Should failing health workers face criminal prosecution?
A proposal put forward in the aftermath of the Stafford Hospital scandal to criminally prosecute health professionals if they hide mistakes or fail to meet standards has been backed by the independent regulator for doctors.
The General Medical Council (GMC), the independent regulator for doctors, said it supports a legal duty of candour, which would see health professionals face prosecution if they fail to meet standards or be open about mistakes.
The proposal was put forward by Robert Francis QC in a damning report into the Stafford Hospital deaths scandal, which saw up to 1,200 patients die needlessly as a result of abuse and neglect.
Patients were left in soiled beds, receptionists often decided who to treat in A&E and some patients were so thirsty they drank out of vases.
In his report, Francis suggests hiding information about poor care should become a criminal offence, as should failing to adhere to basic standards which lead to death or serious harm.
He recommends placing a statutory obligation on doctors and nurses for a duty of candour so they are open with patients about mistakes.
The report is a result of a public inquiry set up to examine why grave problems at Mid Staffordshire NHS Foundation Trust, which ran Stafford Hospital, were not identified and acted upon sooner.
The report concluded board members and other leaders at the hospital Trust failed to appreciate the “enormity” of what was happening at Stafford between 2005 and 2009, and patients were let down by “catastrophic failings”.
But while the GMC backs proposals to prosecute failing or dishonest health professionals, it stresses its guidance, Good Medical Practice, already places a requirement of candour on doctors.
“It is clear that doctors should be open and honest and act on patient complaints,” a GMC spokesperson said.
“If they seriously and persistently fail to do so, then they risk action being taken on their registration.”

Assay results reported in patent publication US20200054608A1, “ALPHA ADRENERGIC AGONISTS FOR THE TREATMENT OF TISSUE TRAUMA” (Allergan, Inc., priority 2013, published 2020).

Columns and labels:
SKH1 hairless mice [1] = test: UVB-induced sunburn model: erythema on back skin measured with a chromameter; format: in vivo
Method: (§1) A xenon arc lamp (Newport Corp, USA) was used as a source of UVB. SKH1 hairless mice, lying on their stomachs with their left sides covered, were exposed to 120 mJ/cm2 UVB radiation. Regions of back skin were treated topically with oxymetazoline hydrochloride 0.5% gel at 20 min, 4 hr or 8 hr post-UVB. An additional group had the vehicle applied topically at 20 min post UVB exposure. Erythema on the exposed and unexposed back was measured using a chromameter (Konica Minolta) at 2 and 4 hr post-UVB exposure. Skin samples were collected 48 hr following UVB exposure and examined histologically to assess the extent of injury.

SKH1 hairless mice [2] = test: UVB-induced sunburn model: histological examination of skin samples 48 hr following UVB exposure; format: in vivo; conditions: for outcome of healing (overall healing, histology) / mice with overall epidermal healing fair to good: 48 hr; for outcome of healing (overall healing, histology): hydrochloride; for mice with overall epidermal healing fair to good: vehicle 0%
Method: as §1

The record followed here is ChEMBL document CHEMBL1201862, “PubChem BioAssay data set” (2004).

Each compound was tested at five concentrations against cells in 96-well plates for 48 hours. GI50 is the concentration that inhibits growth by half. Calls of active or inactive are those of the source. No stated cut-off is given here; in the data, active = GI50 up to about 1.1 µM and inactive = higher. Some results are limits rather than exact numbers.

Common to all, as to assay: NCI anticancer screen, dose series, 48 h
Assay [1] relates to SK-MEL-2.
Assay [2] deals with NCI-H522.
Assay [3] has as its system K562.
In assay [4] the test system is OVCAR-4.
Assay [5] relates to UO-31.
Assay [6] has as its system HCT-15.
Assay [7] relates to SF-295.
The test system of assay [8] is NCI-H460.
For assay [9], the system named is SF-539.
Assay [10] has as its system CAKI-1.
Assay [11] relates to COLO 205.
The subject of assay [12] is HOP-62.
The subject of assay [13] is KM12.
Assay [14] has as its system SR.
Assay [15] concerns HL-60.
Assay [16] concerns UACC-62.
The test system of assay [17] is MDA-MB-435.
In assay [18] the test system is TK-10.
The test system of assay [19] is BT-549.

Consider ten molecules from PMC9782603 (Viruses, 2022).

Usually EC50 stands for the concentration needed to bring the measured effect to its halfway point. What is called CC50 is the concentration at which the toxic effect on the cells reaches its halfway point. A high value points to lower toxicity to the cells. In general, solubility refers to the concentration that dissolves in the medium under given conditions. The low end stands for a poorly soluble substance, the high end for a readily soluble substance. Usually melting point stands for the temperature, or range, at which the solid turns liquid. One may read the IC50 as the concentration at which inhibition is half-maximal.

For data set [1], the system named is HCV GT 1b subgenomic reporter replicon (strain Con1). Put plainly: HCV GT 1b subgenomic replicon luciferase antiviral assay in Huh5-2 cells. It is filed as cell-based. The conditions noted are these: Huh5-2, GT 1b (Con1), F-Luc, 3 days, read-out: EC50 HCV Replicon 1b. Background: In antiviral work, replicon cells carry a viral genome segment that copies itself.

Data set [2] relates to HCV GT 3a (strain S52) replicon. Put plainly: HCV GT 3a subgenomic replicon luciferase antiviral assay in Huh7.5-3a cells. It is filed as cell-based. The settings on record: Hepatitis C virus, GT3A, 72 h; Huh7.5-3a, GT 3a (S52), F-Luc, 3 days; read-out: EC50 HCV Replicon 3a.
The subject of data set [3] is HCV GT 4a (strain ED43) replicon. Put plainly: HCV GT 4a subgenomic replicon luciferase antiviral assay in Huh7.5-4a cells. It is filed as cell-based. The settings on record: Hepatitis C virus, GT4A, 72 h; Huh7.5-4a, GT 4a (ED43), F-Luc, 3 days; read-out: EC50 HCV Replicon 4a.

Section 30 of the Good Medical Practice guidance reads: “If a patient under your care has suffered harm or distress, you must act immediately to put matters right, if that is possible.
“You should offer an apology and explain fully and promptly to the patient what has happened, and the likely short-term and long-term effects.”
This was echoed by the British Medical Association (BMA), the trade union for doctors in the UK.
BMA Chair of Council Dr Mark Porter also stressed employers have a responsibility to ensure staff feel able to speak out: “Doctors are already subject to a duty to raise and act on any concerns about patient safety, a duty defined and enforced by the General Medical Council,” he said.
“This professional obligation to speak out must be balanced with an absolute responsibility on employers to listen and protect staff who raise concerns.
“Despite all the current regulations and laws, the Francis Inquiry report describes a culture of fear, bullying and harassment that can stop healthcare professionals from speaking out.
“NHS staff will remain fearful of being open unless they know they will be protected and listened to. The two go hand in hand.”
The Royal College of Nursing (RCN) would not be drawn on whether it supported the idea of criminal prosecution, but Director of Legal Services Chris Cox said: “We are examining carefully the new offences recommended in the Francis report and their practical application.
“We fully support the need for more accurate, truthful and open reporting of safety concerns.”
Meanwhile Staffordshire Police maintains a criminal investigation would not have uncovered the failings at Stafford Hospital. A spokesperson said: “The events at Stafford Hospital have been a tragedy for the many families affected and our local communities. Like them, we are currently studying the report’s full contents.
“Whilst the five major inquiries – including two independent public inquiries - into the hospital highlighted many instances of unacceptable standards of patient care, at that time there was no evidence that the circumstances of any of the tragic deaths constituted a criminal offence under the law.
“The fact that public inquiries were commissioned indicates that a criminal investigation, using the legislation as it stood at that time, would not have been effective in uncovering the failings. This is supported by significant recommendations within the report to change the criminal law.
“We work closely with HM Coroner when cases relating to death in healthcare settings are referred to us. Officers carry out detailed reviews, liaising with the coroner’s office and, where necessary, the Crown Prosecution Service.”
Do you think health professionals should be criminally prosecuted if they fail to meet basic standards or hide mistakes? Tell us by taking part in our opinion poll on the right-hand-side of the page.